This morning as I was perusing my morning news I stopped on a title that instantly caught my attention: Should Hospitals Be on Facebook…? I mean, obviously I answered the question quietly to myself, and laughed at the audacity of the title. But, or course, I had to click through the article to see what the author was getting at. Here’s the breakdown…
A survey of 1,060 U.S. adults by the PwC Health Research Institute found that one-third of respondents considered social media platforms appropriate for the discussion of healthcare. The Journal of Internet Medical Research found that 60% of adults surveyed used the Internet to access medical information. This is a major opportunity – it’s time to get ahead of the curve.
Fear seems to play a huge part in why many hospitals will not engage or even entertain the idea of social media marketing. At Quaintise, we are no strangers to this fear that many physicians and specialists maintain when it comes to social media marketing in healthcare.
But if you stick to statistics within the healthcare social media marketing field, as this morning’s interesting article pointed out, there is really nothing to be afraid of.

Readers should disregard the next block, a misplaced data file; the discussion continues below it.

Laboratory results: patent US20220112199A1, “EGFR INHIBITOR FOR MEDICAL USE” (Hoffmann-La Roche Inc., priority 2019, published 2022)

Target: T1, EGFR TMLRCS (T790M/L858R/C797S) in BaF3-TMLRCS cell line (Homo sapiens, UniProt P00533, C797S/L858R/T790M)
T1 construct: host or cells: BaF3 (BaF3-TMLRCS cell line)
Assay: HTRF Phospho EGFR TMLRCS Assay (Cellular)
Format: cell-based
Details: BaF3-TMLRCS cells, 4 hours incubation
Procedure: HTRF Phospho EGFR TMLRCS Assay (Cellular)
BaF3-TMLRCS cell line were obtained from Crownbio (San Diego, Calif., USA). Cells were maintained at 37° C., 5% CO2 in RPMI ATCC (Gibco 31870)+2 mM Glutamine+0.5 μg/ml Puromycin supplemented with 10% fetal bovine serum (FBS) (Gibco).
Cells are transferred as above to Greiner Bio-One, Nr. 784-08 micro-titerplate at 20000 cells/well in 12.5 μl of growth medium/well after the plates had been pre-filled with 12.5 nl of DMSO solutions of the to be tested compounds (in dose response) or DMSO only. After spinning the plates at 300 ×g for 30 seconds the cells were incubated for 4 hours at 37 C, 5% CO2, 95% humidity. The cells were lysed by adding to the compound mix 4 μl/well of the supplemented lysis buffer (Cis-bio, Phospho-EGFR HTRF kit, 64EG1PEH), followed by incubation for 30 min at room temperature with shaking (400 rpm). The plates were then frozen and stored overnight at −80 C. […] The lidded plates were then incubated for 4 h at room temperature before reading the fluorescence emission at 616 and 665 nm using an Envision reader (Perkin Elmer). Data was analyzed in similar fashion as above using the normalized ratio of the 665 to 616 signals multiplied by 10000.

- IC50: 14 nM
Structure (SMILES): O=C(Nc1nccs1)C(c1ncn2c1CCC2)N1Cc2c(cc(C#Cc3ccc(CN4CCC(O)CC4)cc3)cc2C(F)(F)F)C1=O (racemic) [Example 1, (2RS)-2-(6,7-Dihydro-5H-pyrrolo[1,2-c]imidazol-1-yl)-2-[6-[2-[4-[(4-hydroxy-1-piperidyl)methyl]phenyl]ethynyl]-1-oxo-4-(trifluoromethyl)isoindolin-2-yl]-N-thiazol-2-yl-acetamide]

According to Business2Community.com, posts made by healthcare companies, including hospitals, were analyzed for effectiveness. Here’s what they found:
We found that healthcare audiences engaged most with posts containing images.
Here are some of the most engaged-with Facebook posts from our surveyed healthcare institutions over a 30-day period.
Business2Community.com offers these insightful best practices to getting involved with social media marketing in healthcare:
- Make your data available. Allow your ratings and reviews, as well as error rates within your database (if applicable) to be made public.
- Educate your employees on social media policies. Make the risk of violating the Health Insurance Portability and Accountability Act (HIPAA) clear, and prohibit posting inappropriate information about doctors or patients.
- Implement privacy settings. Be sure to safeguard personal information and content.
- Avoid using social media channels to communicate with patients on sensitive issues. Advise them on a secure, personalized server.
- Enlist at least one author, editor, or reviewer on every piece of content that you publish. Include references or links to the source of your content, and date it whenever possible.
- Include an “About Us” or “History” section on your website. Present information about qualified staff, services, and facility as well as your purpose, goal, or mission.
- Ask for audience feedback through surveys and questionnaires. Make your contact information easy to find, and encourage your audience to get in touch via email, Facebook, and Twitter. When they do reach out, respond promptly and thoughtfully.